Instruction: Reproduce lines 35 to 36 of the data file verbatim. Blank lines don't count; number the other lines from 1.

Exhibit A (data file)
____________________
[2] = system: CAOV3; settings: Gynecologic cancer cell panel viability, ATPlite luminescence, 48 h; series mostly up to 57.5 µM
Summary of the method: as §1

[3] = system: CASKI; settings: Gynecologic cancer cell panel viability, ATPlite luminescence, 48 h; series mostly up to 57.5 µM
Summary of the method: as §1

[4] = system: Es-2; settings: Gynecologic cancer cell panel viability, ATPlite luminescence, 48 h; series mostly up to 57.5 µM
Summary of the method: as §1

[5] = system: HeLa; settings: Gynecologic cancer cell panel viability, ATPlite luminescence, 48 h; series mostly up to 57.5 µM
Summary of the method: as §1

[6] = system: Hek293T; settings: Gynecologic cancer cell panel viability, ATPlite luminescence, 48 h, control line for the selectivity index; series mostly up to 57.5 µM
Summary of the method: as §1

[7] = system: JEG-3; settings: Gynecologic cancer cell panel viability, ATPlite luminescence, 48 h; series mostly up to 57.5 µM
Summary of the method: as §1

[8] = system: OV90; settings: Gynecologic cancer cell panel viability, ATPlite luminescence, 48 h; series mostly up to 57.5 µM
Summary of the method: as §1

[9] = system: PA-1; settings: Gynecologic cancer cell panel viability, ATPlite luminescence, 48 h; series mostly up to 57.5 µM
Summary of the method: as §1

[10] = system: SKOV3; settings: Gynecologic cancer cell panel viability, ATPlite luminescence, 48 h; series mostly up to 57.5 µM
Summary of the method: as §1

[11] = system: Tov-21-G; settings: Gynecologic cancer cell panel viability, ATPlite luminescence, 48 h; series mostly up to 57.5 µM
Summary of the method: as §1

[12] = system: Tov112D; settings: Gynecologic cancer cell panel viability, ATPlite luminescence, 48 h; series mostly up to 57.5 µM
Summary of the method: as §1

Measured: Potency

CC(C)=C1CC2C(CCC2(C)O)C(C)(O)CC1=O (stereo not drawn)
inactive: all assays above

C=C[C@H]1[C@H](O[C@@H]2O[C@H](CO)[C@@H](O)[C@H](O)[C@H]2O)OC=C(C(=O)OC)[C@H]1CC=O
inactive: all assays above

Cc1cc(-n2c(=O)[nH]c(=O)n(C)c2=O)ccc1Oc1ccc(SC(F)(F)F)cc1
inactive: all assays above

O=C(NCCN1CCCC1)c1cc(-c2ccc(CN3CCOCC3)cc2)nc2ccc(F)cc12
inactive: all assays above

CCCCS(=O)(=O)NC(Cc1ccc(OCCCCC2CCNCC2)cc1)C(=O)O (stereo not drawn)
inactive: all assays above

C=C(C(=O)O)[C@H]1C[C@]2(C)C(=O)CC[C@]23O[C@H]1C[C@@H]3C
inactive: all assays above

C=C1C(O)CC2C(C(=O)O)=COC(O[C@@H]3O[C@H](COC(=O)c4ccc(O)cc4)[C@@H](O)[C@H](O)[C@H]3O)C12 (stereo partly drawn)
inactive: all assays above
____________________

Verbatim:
inactive: all assays above

C=C1C(O)CC2C(C(=O)O)=COC(O[C@@H]3O[C@H](COC(=O)c4ccc(O)cc4)[C@@H](O)[C@H](O)[C@H]3O)C12 (stereo partly drawn)